Imagery obtained late March 14 from OASI Observatory in Brazil, and released by ESA three days later, appears to show at least nine fragments from the Breeze M rocket stage speeding through space.
While ESA initially said the ExoMars Trace Gas Orbiter appeared in the imagery, officials on Wednesday updated the caption to the animated image posted above.
“Following additional analysis by teams at ESA’s Near-Earth Object Coordination Center, it has become clear that TGO is in fact not in this image — it was already further ahead and beyond the frame,” officials wrote on the agency’s website. “Thus all of the moving objects in this image are related to the Breeze M.”
The Breeze M should have been in two pieces after the launch — the rocket stage’s main body and a detachable fuel tank.
Denis told Spaceflight Now that ExoMars managers in Europe have received no information on the potential explosion from Russian launch authorities.
Popular Mechanics reported the ExoMars orbiter could have been damaged by the explosion, and further checks of the craft’s science instruments are needed to ensure the probe has no ill effects from the anomaly. While the ExoMars spacecraft and the Breeze M were still relatively close, the distance was large enough to ensure there is “no risk at all” to the Mars mission, Denis said.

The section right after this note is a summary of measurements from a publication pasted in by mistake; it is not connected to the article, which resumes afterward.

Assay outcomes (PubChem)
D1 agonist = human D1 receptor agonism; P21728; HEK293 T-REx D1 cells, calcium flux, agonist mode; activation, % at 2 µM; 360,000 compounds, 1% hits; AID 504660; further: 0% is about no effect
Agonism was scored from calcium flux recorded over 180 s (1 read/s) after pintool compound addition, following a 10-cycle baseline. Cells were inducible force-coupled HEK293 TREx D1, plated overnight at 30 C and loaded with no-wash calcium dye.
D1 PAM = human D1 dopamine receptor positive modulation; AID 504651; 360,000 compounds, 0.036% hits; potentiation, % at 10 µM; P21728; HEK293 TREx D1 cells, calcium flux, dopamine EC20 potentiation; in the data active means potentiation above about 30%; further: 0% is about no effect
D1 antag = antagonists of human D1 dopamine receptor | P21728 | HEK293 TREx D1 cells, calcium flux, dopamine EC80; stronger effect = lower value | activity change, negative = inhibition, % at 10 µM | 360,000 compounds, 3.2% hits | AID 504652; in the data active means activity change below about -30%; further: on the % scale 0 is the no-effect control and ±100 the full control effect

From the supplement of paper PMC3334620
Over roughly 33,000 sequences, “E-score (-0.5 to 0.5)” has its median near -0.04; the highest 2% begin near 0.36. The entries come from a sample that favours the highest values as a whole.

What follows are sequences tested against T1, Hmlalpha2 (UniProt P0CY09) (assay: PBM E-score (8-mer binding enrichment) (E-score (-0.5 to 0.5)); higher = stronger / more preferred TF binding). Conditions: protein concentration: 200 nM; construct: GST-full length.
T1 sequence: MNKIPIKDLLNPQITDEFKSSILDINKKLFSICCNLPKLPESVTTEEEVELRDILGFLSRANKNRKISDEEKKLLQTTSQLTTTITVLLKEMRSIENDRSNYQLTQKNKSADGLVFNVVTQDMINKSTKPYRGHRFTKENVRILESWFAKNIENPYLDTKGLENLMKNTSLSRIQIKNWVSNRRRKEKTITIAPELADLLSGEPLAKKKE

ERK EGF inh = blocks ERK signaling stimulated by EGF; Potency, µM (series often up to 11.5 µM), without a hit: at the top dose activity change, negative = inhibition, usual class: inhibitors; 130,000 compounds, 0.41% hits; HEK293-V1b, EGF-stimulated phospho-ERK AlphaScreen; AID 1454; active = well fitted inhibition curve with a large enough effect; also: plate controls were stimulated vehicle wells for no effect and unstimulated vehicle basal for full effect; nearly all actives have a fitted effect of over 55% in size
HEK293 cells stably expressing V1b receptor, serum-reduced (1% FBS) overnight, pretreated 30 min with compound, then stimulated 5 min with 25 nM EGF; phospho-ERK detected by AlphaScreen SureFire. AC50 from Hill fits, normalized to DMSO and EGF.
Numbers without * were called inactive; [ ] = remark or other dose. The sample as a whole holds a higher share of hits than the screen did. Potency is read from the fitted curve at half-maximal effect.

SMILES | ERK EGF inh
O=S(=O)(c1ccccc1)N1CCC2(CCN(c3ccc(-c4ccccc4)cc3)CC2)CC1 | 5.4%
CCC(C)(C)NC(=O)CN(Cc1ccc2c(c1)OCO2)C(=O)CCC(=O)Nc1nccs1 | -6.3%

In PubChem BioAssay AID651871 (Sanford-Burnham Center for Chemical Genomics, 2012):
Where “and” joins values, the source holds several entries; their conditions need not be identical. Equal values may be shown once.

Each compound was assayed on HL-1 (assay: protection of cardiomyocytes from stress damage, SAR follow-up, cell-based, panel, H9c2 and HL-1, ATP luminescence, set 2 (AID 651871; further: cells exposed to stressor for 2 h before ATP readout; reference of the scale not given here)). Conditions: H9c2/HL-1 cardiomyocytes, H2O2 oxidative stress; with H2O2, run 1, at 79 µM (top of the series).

“If it’s true, and if it’s true that this explosion took place a couple of hours after separation, then the separation (between ExoMars and the Breeze M) was huge — many kilometers — so there is no risk at all,” Denis said. “We definitely have not seen anything on the spacecraft with dynamics. Of course, we don’t have pictures, but if this explosion had taken place shortly after separation, there might have been an impact, and the spacecraft might have seen something anomalous near it, but we didn’t see anything.”
Engineers at the ExoMars control center in Germany finished an initial round of activation and tests of the Mars-bound spacecraft March 17. The next day, controllers commenced with commissioning — a set of thorough systems checks — to verify the probe is fully functional.
The orbiter’s 2.2-meter (7.2-foot) steerable high-gain antenna has been deployed and pointed along each axis, Denis said.
“I think we have explored, more or less, all the range,” Denis said. “It is not yet used for communications with the Earth because we are still too close, but this will be done one week from now.”
Critical activities still to come include the switch-on of the Trace Gas Orbiter’s four science instruments beginning April 4.
A U.S.-built Electra radio provided by NASA will be turned on April 1 to check its health. The Electra radio will relay commands and scientific data between Earth and landers on the surface of Mars, such as Schiaparelli, the Curiosity and Opportunity rovers, and future robots in development by NASA and Europe. The telecom relay is a faster way to transfer information than via a direct link.